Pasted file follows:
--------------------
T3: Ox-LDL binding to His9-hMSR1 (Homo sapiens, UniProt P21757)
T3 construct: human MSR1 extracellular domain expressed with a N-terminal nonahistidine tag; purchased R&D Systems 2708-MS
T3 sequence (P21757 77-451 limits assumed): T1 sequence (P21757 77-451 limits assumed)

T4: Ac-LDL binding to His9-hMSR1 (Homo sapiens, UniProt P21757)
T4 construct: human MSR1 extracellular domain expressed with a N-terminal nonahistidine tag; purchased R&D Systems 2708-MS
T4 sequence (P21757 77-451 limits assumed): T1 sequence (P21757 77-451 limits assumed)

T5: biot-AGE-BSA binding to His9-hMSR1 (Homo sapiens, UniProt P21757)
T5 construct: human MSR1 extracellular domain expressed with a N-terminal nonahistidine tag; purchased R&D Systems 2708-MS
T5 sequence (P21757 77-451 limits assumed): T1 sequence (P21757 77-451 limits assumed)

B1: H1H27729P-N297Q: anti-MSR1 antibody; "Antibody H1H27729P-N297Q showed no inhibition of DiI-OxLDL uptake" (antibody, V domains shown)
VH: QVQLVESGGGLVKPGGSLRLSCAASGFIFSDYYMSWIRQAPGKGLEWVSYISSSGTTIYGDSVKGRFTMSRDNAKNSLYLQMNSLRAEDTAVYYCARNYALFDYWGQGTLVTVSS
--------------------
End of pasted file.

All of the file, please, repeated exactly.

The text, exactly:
T3: Ox-LDL binding to His9-hMSR1 (Homo sapiens, UniProt P21757)
T3 construct: human MSR1 extracellular domain expressed with a N-terminal nonahistidine tag; purchased R&D Systems 2708-MS
T3 sequence (P21757 77-451 limits assumed): T1 sequence (P21757 77-451 limits assumed)

T4: Ac-LDL binding to His9-hMSR1 (Homo sapiens, UniProt P21757)
T4 construct: human MSR1 extracellular domain expressed with a N-terminal nonahistidine tag; purchased R&D Systems 2708-MS
T4 sequence (P21757 77-451 limits assumed): T1 sequence (P21757 77-451 limits assumed)

T5: biot-AGE-BSA binding to His9-hMSR1 (Homo sapiens, UniProt P21757)
T5 construct: human MSR1 extracellular domain expressed with a N-terminal nonahistidine tag; purchased R&D Systems 2708-MS
T5 sequence (P21757 77-451 limits assumed): T1 sequence (P21757 77-451 limits assumed)

B1: H1H27729P-N297Q: anti-MSR1 antibody; "Antibody H1H27729P-N297Q showed no inhibition of DiI-OxLDL uptake" (antibody, V domains shown)
VH: QVQLVESGGGLVKPGGSLRLSCAASGFIFSDYYMSWIRQAPGKGLEWVSYISSSGTTIYGDSVKGRFTMSRDNAKNSLYLQMNSLRAEDTAVYYCARNYALFDYWGQGTLVTVSS